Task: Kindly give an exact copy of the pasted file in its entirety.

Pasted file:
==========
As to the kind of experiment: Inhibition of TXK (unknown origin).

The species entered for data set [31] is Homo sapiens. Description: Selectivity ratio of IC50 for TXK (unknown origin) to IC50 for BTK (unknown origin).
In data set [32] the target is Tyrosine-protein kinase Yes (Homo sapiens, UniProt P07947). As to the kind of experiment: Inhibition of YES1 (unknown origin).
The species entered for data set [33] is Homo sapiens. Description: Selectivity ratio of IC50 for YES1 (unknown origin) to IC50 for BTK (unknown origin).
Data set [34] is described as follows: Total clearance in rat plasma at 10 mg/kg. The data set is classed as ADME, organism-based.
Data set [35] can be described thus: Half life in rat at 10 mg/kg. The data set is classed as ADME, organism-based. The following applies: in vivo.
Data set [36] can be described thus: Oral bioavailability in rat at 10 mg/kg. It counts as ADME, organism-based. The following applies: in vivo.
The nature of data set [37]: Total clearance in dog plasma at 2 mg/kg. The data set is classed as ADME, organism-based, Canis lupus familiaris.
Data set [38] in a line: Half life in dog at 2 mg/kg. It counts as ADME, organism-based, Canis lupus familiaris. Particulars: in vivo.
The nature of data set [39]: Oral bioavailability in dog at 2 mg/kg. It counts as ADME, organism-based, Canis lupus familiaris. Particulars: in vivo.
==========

As to the kind of experiment: Inhibition of TXK (unknown origin).

The species entered for data set [31] is Homo sapiens. Description: Selectivity ratio of IC50 for TXK (unknown origin) to IC50 for BTK (unknown origin).
In data set [32] the target is Tyrosine-protein kinase Yes (Homo sapiens, UniProt P07947). As to the kind of experiment: Inhibition of YES1 (unknown origin).
The species entered for data set [33] is Homo sapiens. Description: Selectivity ratio of IC50 for YES1 (unknown origin) to IC50 for BTK (unknown origin).
Data set [34] is described as follows: Total clearance in rat plasma at 10 mg/kg. The data set is classed as ADME, organism-based.
Data set [35] can be described thus: Half life in rat at 10 mg/kg. The data set is classed as ADME, organism-based. The following applies: in vivo.
Data set [36] can be described thus: Oral bioavailability in rat at 10 mg/kg. It counts as ADME, organism-based. The following applies: in vivo.
The nature of data set [37]: Total clearance in dog plasma at 2 mg/kg. The data set is classed as ADME, organism-based, Canis lupus familiaris.
Data set [38] in a line: Half life in dog at 2 mg/kg. It counts as ADME, organism-based, Canis lupus familiaris. Particulars: in vivo.
The nature of data set [39]: Oral bioavailability in dog at 2 mg/kg. It counts as ADME, organism-based, Canis lupus familiaris. Particulars: in vivo.